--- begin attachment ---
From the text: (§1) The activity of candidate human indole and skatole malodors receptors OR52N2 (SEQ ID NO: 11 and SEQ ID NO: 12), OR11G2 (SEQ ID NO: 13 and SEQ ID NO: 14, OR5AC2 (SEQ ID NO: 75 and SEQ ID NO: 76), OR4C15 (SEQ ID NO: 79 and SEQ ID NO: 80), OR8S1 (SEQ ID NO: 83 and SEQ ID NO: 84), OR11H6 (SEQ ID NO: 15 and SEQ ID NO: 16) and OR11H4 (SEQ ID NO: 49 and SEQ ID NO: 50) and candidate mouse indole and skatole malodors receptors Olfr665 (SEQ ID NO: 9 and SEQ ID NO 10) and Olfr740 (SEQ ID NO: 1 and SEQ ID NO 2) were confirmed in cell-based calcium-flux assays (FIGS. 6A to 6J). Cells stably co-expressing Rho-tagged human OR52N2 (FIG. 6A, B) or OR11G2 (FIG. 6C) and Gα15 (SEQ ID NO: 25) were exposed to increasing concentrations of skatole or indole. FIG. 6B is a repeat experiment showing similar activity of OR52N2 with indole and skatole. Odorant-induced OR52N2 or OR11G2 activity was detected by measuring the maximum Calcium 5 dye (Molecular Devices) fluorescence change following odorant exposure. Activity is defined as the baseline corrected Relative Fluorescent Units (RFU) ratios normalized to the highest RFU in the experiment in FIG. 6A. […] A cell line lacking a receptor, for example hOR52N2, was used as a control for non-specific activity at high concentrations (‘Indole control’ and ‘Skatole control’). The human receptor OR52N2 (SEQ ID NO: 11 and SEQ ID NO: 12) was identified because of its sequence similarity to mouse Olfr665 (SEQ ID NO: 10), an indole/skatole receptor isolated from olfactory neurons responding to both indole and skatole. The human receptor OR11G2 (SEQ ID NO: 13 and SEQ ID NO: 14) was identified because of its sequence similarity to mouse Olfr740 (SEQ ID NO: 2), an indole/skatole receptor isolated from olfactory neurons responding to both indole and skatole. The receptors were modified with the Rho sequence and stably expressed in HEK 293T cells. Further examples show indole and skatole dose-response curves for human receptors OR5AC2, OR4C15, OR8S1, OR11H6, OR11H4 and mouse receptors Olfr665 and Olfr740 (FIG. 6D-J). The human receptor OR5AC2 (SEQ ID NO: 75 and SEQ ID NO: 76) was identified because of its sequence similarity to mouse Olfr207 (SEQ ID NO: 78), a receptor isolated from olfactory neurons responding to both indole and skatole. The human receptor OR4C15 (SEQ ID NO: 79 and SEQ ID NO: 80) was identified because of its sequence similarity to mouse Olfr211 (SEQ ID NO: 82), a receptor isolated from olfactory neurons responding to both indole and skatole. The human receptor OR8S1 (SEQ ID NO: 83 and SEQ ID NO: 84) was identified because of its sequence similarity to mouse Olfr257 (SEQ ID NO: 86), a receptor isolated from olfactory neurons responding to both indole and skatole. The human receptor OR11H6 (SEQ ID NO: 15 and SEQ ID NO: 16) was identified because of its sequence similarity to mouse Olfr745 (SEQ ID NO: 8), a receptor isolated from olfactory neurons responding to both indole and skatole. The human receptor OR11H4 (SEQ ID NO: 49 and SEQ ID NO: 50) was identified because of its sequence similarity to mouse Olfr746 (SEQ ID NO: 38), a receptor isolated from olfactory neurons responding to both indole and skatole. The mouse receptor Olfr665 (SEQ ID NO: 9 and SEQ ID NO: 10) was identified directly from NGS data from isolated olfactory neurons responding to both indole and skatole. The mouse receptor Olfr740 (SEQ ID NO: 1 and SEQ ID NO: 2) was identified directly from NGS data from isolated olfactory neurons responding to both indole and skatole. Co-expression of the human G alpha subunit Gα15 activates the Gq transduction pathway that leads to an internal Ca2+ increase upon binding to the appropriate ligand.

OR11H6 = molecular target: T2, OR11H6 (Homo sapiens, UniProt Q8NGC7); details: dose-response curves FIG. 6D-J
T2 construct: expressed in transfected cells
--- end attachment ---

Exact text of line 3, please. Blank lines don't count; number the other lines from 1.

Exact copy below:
T2 construct: expressed in transfected cells